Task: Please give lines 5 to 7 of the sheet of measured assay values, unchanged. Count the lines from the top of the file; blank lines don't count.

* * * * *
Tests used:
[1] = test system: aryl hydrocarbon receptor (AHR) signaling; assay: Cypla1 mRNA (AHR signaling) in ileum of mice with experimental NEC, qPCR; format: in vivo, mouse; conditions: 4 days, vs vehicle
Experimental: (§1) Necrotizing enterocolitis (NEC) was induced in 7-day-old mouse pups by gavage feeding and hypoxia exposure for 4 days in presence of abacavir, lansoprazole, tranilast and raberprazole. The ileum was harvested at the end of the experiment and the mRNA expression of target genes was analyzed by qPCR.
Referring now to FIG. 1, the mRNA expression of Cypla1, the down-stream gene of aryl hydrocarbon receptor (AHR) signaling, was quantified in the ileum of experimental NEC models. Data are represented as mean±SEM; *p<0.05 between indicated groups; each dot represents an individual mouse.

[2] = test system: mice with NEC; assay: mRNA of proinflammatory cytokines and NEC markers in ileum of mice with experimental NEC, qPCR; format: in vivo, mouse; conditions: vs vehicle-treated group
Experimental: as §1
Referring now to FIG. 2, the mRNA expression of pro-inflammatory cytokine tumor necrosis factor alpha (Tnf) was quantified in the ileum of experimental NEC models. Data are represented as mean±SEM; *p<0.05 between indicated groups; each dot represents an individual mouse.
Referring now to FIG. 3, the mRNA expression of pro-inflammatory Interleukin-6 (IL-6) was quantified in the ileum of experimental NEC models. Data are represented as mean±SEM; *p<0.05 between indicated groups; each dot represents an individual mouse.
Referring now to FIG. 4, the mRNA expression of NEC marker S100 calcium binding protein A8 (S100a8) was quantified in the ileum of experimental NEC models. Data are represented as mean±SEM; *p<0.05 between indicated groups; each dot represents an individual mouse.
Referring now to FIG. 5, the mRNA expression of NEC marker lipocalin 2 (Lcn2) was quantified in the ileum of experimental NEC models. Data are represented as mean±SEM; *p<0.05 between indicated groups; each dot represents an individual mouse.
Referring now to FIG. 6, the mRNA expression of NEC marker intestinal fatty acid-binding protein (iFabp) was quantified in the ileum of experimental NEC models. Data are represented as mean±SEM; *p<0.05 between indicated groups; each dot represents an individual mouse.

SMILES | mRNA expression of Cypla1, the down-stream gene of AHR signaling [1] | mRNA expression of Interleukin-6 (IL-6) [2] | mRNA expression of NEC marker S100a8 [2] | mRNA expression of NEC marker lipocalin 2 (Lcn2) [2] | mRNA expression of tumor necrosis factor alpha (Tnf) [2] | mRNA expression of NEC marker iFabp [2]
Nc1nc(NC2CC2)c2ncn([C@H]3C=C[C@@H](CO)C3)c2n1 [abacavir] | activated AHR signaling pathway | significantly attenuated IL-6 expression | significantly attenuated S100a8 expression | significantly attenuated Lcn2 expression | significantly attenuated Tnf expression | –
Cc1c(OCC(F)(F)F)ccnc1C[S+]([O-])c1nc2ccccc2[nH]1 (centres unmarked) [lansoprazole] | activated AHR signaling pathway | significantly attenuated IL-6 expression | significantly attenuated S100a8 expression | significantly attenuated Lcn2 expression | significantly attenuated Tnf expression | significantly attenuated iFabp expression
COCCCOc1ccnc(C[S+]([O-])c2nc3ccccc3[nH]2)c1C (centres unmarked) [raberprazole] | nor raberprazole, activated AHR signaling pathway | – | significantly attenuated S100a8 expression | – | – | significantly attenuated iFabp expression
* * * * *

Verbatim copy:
[2] = test system: mice with NEC; assay: mRNA of proinflammatory cytokines and NEC markers in ileum of mice with experimental NEC, qPCR; format: in vivo, mouse; conditions: vs vehicle-treated group
Experimental: as §1
Referring now to FIG. 2, the mRNA expression of pro-inflammatory cytokine tumor necrosis factor alpha (Tnf) was quantified in the ileum of experimental NEC models. Data are represented as mean±SEM; *p<0.05 between indicated groups; each dot represents an individual mouse.